Disclaimer: the author of this website is not a lawyer and this site does not constitute legal advice.
5. What should I do if I receive a letter from a Private Car Parking Company?
Note: FAQ05 applies only if you have received a letter to your home address. If you have only received a fine on your car windscreen and haven't yet received a letter to your home address, then see FAQ03 instead.
If you have received any one of the above letters in the mail (normally to the home of the registered owner of the vehicle), you have four options that are explained below: write the company a letter denying liability, ignore all correspondence from them, use a mediation company, or pay the fine.
Option 1 - write them a letter denying liability
You can write the parking company a letter denying liability for the fine using the proforma on this page. The proforma on this page has been carefully crafted to deny liability for the fine, but is silent on whether or not you actually parked there (because I don't know whether you did or didn't). It simply denies liability for the fine and directs them to stop pestering you. You can use this proforma whether or not you remember parking there.
In the past, after you sent this letter you generally did not hear from the parking company again. However, I am advised by some car owners that ANCP, Care Park and Parking Patrols are these days continuing to send demands even after liability has been denied. However, if you do hear from them again, you should just ignore all future correspondence from them. It is against state and national laws for the company to send you further payment notices after you have denied liability. What has worked for some people, is when they have denied liability, and then received further notices, they have phoned the company that sent the last letter and asked them if they received your denial of liability. If they say they didn't, then you can email or fax them a copy of it now, call them back and see if they agree to now stop. Some-times they have just lost your letter in all their paperwork, and merely reminding them you have denied liability stops the letters.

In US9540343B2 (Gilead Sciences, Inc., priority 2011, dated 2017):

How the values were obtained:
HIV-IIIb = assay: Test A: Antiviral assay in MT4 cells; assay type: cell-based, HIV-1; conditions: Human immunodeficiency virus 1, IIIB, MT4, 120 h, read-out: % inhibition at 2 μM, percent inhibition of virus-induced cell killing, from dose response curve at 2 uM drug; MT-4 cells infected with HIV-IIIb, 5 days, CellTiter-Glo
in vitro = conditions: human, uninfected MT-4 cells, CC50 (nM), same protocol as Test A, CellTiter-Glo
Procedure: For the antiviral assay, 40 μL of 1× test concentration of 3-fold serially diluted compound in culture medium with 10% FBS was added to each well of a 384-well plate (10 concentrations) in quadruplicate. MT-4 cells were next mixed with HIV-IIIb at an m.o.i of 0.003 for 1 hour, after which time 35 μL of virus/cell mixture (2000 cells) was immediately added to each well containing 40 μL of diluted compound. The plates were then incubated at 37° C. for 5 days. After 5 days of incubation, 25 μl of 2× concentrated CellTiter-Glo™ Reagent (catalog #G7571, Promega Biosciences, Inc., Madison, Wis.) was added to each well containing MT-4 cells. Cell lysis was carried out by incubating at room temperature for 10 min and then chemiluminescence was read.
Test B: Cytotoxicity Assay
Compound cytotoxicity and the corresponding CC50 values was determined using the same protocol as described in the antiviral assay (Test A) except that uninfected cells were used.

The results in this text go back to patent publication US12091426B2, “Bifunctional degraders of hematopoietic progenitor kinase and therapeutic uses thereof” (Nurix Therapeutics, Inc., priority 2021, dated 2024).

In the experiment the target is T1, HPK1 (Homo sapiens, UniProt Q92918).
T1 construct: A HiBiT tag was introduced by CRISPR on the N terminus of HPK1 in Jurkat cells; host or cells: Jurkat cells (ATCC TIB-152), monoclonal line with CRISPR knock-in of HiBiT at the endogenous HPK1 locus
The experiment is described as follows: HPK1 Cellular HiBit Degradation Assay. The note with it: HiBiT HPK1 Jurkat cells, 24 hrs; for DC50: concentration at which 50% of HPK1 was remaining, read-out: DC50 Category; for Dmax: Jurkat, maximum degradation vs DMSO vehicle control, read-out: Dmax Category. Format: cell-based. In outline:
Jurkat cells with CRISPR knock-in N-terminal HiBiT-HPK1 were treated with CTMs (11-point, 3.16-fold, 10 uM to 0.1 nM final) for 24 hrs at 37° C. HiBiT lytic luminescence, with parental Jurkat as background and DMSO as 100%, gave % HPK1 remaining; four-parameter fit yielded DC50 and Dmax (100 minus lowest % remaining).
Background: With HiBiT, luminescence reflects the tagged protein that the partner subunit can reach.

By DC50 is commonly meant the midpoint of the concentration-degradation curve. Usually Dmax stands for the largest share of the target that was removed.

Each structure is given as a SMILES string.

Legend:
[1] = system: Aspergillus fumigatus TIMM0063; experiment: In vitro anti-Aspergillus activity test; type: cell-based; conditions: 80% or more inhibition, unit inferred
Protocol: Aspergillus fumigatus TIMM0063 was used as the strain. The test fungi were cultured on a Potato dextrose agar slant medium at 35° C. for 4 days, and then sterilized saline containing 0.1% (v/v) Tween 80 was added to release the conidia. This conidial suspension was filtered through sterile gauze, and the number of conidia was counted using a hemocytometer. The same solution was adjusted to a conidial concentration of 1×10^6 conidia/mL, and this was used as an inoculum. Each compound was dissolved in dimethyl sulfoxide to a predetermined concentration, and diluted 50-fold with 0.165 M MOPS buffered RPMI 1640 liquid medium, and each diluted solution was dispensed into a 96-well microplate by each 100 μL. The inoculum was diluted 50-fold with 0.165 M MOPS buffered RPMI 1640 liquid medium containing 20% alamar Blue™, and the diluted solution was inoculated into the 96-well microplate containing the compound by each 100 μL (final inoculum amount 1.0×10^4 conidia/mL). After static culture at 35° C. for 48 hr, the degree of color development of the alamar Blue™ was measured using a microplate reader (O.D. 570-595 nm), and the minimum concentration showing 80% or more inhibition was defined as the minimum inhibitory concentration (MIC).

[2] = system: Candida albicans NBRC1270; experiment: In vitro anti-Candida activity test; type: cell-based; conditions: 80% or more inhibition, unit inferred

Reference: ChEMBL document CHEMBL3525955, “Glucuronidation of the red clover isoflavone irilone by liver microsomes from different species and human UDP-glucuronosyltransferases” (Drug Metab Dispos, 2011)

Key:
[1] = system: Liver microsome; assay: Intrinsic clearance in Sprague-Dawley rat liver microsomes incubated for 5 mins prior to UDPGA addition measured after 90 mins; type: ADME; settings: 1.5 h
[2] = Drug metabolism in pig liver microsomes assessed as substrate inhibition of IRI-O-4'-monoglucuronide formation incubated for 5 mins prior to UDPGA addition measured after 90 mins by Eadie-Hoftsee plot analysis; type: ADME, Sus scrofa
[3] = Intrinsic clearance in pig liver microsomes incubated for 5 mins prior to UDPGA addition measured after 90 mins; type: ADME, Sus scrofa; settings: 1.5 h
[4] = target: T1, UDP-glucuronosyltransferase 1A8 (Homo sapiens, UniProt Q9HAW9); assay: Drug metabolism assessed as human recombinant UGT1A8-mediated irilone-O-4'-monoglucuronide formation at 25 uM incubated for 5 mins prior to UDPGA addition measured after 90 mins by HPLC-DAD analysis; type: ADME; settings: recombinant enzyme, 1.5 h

Even if they continue to write to you, then this option still has advantages, as it means any fine increases they add to future letters are unlawful, as they are not permitted to write to you. If they ever took you to court, it would have to be for the amount the fine was before you sent the denial of liability.
Sending the letter is a little bit of insurance. It (hopefully) reduces your chance of receiving further letters and (hopefully) reduces your chances of getting taken to court (because the company knows you know what are doing and that you will defend your position in court). The companies only take a few people to court, and hopefully denying liability means they will pick on some else who doesn't know their rights.
It is important when writing to them that you use the proforma suggested, and that you do not admit you parked in their car park. For example, do not write to them saying you only parked there for 2 or 3 minutes to buy a drink or that the signs were unclear. If you do write such a letter admitting to parking in their car park and ask them for forgiveness you are unlikely to receive any. And by writing to them asking for forgiveness, you are admitting that you parked in their car park on that date. So the advice is to only write to them using the suggested proforma.